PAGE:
Marijuana Cultivation Experts Expose Three Lighting Myths
Marijuana Cultivation Experts Expose Three Lighting Myths
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Debunking Grow Light Myths

Marijuana Cultivation Experts Expose Three Lighting Myths
Resources

Debunking Grow Light Myths

Author James Eason
Published Sep 06, 2021
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Cannabis has been legitimized and legalized in many states. Because of its clandestine history, many apocryphal tales persist.  Chief among them are lighting myths. Decades of literally hiding your light under a bushel have kept these misguided notions around. 

“Old-school cannabis growers believe it’s a special crop, different than any other plant,” said Marc van Iersel, a horticulture professor at the University of Georgia. “In reality, it’s just one more photoperiodic greenhouse crop. In many ways, it’s not that different from growing a poinsettia or chrysanthemum.”

Of the many myths and old wive’s tales, three misconceptions around grow lights have hung around the longest.

MYTH: Cannabis responds best to the red and blue spectrum

FACT: “While cannabis does respond to the red and blue spectrum, full-spectrum light (from natural sunlight or full-spectrum LEDs) is the most effective for growing cannabis,” said Alex Gerard, chief technical officer at Las Vegas grow light manufacturer Fohse. “Full-spectrum LEDs are similar to natural sunlight, providing the full range of light within photosynthetically active radiation, increasing yield and harvest quality.”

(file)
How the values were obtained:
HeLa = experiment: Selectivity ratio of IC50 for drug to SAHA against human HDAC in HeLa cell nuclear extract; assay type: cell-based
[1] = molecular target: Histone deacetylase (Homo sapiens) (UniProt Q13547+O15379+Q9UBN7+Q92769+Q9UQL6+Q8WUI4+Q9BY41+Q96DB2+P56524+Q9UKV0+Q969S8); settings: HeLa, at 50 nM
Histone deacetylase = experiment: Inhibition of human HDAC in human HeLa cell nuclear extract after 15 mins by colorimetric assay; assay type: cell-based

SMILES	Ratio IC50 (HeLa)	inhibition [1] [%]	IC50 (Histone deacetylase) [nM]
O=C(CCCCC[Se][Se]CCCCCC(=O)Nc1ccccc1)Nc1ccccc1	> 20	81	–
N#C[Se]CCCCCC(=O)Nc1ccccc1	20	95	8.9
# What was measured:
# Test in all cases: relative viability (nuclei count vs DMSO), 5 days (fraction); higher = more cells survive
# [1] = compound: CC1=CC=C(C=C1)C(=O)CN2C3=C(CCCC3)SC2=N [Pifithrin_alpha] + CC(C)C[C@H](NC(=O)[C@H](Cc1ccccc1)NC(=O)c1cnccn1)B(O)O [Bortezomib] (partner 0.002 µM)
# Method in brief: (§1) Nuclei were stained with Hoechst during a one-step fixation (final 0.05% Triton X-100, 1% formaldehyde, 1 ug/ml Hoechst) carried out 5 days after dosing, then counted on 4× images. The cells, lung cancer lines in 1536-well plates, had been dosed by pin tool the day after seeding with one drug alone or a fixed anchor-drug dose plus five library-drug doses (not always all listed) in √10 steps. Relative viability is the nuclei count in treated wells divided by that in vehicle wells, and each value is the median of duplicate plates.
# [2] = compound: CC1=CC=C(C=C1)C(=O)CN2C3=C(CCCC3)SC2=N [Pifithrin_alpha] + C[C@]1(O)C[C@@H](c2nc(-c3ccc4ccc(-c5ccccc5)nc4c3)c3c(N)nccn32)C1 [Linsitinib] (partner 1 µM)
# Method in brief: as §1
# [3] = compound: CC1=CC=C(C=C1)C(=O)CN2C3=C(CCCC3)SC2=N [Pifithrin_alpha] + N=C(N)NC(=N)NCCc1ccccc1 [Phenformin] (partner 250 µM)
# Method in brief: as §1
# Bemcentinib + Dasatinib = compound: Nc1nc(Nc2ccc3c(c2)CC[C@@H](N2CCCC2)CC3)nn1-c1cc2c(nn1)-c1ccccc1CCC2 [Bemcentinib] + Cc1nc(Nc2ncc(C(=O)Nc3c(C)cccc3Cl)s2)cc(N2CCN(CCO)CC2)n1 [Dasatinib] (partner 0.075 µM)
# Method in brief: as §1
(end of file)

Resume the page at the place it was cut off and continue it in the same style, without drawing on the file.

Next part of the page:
MYTH: Cannabis needs to be grown under high-pressure sodium lights for flowering and metal halides for vegetative growth.

FACT: “Some growers believe the more reddish light emitted by high-pressure sodium lights supports flowering,” Irsel said. “Flowering in short-day plants (i.e. cannabis) isn’t induced by different light spectrums. It is induced by reducing the photoperiod. Switching between metal halides and HPS is labor-intensive and unneeded.”

MYTH: Cannabis grown under LEDs needs more CO2.

FACT: “The only factor that influences the need for CO2 is the amount of daily light integral (DLI) the crop receives, whether that’s from natural sunlight or electrical lighting,” said Travis Higginbotham, vice president of production at Oakland, California-based Harborside. “It isn’t the fixture that makes the difference, it’s the total amount of light the plant receives, regardless of what fixture is used.”

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